What is now clear is that Tel Aviv would rather have al-Qaeda-style jihadis of the Jabhat al-Nusra mould in power in Damascus than a secular Arab republic under Bashar al-Assad. That's yet another proof, if needed, of the confluence of interests between Israel and those paragons of democracy, the Gulf Cooperation Council (GCC) petro-monarchies. No wonder all these players are bitterly despised by the Arab street.
Tel Aviv will go no holds barred to bombard the Syrian chemical weapons dossier - pressuring for "conditions" that might include non-existent Iranian weapons and pressuring for everyone to believe Assad - with Hezbollah and Iran's complicity - is not cooperating with chemical weapons inspectors. Syrian "rebel" military leader, General Selim Idriss - an Israeli-GCC puppet - has already started the campaign, saying Damascus has transferred chemical weapons to Lebanon and Iraq.
As for the House of Saud, the monarchy regards Russian diplomacy as worse than poison. They don't want even the possibility of a Geneva II conference - as Prince Bandar bin Sultan, aka Bandar Bush, head of the Saudi General Intelligence Directorate, told Putin in person. They want regime change, they want it now, and they will keep weaponizing the most lethal "rebel" factions, now on overdrive.
The Obama administration must have registered Moscow's message that Syria is indeed a Russian "red line" - as important to Russia as Israel to the US. And the White House must have registered Khamenei's own message via Sultan Qaboos of Oman; the gist of it was that "whoever intends to destroy Syria should be prepared to lose their oil and gas in the region".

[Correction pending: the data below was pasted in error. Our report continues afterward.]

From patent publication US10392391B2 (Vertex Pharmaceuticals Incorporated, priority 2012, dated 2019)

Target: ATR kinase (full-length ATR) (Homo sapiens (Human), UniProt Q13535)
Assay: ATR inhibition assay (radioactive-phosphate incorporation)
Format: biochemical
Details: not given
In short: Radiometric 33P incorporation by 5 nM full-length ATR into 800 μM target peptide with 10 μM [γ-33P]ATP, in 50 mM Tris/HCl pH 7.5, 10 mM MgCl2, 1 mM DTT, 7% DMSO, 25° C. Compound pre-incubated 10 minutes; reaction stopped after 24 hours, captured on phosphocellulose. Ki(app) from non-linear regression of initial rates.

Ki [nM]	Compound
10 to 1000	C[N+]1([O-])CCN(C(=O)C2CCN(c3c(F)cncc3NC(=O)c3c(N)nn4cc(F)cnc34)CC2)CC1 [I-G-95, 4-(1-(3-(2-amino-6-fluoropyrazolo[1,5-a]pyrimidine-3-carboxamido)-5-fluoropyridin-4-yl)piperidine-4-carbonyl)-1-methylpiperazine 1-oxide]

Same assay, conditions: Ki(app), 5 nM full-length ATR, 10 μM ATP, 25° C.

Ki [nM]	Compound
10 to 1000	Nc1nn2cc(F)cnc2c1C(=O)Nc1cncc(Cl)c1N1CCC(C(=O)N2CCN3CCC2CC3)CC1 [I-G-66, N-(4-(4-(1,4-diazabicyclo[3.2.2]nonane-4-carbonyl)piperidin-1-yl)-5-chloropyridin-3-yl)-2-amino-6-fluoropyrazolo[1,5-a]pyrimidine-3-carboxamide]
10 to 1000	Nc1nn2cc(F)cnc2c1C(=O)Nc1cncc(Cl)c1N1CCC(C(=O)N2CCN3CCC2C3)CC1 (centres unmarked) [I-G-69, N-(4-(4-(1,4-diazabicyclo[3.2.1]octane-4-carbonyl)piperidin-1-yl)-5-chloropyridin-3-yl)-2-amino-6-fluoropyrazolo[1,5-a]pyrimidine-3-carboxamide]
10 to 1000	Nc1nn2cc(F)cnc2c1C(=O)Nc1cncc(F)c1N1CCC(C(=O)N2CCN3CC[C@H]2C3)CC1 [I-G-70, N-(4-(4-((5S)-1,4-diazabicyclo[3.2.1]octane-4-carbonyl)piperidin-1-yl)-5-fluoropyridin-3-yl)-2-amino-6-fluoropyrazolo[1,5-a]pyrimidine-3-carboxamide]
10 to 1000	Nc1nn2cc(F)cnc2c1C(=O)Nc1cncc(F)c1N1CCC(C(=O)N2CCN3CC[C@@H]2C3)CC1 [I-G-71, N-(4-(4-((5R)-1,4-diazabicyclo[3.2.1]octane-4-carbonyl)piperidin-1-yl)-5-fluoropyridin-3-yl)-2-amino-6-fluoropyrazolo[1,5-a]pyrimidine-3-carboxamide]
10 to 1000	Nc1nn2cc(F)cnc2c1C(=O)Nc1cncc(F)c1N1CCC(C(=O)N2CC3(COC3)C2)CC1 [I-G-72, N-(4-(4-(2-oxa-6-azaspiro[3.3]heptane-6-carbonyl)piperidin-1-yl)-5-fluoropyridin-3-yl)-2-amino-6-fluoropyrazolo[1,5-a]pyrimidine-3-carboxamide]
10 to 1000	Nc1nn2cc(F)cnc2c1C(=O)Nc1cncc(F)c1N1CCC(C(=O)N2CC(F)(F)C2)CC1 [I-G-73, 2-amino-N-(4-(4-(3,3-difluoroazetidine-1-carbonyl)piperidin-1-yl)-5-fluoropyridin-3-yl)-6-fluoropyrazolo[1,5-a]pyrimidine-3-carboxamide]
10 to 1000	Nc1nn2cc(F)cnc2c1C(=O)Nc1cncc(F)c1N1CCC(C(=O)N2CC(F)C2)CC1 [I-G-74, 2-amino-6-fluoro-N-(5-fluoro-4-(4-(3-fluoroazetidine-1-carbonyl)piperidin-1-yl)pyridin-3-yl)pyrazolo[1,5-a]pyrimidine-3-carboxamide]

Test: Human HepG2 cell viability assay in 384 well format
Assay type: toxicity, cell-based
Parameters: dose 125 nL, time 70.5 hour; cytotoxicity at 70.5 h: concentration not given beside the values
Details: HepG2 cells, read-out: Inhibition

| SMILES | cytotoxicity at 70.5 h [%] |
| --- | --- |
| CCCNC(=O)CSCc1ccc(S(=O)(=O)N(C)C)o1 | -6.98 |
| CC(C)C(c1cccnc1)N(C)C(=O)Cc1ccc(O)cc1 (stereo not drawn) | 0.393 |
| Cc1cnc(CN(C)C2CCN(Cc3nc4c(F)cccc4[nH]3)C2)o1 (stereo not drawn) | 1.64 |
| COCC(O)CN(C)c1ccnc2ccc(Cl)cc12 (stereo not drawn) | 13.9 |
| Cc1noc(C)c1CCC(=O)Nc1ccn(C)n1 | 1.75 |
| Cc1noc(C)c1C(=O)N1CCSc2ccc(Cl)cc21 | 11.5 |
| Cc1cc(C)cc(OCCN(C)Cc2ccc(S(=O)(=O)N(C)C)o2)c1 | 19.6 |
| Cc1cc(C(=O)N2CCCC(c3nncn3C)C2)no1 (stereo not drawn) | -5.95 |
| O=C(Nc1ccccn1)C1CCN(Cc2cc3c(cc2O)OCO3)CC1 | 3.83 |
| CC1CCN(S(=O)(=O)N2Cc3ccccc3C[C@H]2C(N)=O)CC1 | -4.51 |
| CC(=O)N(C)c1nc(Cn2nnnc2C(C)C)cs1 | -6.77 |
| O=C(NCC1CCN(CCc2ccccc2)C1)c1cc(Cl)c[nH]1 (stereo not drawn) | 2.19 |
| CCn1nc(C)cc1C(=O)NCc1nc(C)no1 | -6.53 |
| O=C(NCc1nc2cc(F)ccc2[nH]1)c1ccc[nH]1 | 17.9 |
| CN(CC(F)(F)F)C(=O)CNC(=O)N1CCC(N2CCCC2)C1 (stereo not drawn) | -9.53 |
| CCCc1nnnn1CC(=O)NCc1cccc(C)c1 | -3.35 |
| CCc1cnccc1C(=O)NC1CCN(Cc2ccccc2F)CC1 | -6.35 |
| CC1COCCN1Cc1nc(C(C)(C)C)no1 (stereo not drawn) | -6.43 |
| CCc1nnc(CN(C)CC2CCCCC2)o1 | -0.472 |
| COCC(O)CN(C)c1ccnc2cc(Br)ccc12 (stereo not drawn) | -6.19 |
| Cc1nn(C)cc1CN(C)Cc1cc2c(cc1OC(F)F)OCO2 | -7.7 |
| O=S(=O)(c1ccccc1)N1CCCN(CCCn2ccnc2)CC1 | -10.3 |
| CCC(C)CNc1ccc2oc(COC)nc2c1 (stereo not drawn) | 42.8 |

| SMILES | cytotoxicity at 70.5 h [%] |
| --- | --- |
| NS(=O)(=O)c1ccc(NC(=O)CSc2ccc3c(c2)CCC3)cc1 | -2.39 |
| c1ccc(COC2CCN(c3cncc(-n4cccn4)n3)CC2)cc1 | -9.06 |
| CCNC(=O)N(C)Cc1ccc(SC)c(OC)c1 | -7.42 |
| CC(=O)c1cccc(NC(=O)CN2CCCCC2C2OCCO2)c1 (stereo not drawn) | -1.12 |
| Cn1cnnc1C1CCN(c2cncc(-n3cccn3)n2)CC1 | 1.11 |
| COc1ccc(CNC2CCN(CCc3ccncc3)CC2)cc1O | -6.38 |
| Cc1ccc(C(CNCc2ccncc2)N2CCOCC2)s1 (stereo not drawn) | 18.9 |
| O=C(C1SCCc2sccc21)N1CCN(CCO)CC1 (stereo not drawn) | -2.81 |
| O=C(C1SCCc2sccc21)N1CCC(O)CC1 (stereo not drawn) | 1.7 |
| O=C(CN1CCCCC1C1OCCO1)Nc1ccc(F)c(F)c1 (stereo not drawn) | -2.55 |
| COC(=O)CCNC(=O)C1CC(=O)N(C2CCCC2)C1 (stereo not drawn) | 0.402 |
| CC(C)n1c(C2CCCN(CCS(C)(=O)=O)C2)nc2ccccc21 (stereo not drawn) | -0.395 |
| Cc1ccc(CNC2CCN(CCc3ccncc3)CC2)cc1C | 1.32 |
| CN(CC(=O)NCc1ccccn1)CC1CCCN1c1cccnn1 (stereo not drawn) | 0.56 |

The solution for the Syrian chemical weapons impasse, as reported by Asia Times Online, was worked out by Damascus, Tehran and Moscow - and later supported by Beijing. It did, in fact, save the Obama administration from itself.
Yet, an interview late last week, Obama reverted to the same old (misleading) message, when referring to Iran:
I think what the Iranians understand is that the nuclear issue is a far larger issue for us than the chemical weapons issue, that the threat against ... Israel that a nuclear Iran poses is much closer to our core interests. That a nuclear arms race in the region is something that would be profoundly destabilizing.
There is no "threat" to Israel because there will be no nuclear Iran - as Khamenei, once again, has just stressed. The (undeclared) nuclear power is Israel, not Iran. And chemical weapons were never an issue to begin with; Obama's own, reckless, "red line" turned into an issue as a means to possibly enforce his previous red line, "Assad must go".
Here, I had a shot at drawing the Big Picture.
Last week, on the sidelines of the Shanghai Cooperation Organization (SCO) meeting in Kyrgyzstan, Rouhani met with both Putin and China's President Xi Jinping. They are now working on a concerted strategy not only in Syria but also in terms of Iran's nuclear dossier.
Russia and China firmly support Iran's right for a civilian nuclear program. And first and foremost, the BRICS group (Brazil, India and South Africa being its other members), as well as emerging regional powers such as Indonesia, Argentina and Iran itself, will keep increasing their push towards a multi-polar international order under the rule of law, instead of the usual US hegemon going on a rampage.
Diplomacy is trying to have a shot at solving the Syrian tragedy. And diplomacy should have a shot at solving the 34-year Wall of Mistrust between Washington and Tehran. The question is whether Obama will have the "heroic flexibility" to stare down the spoilers.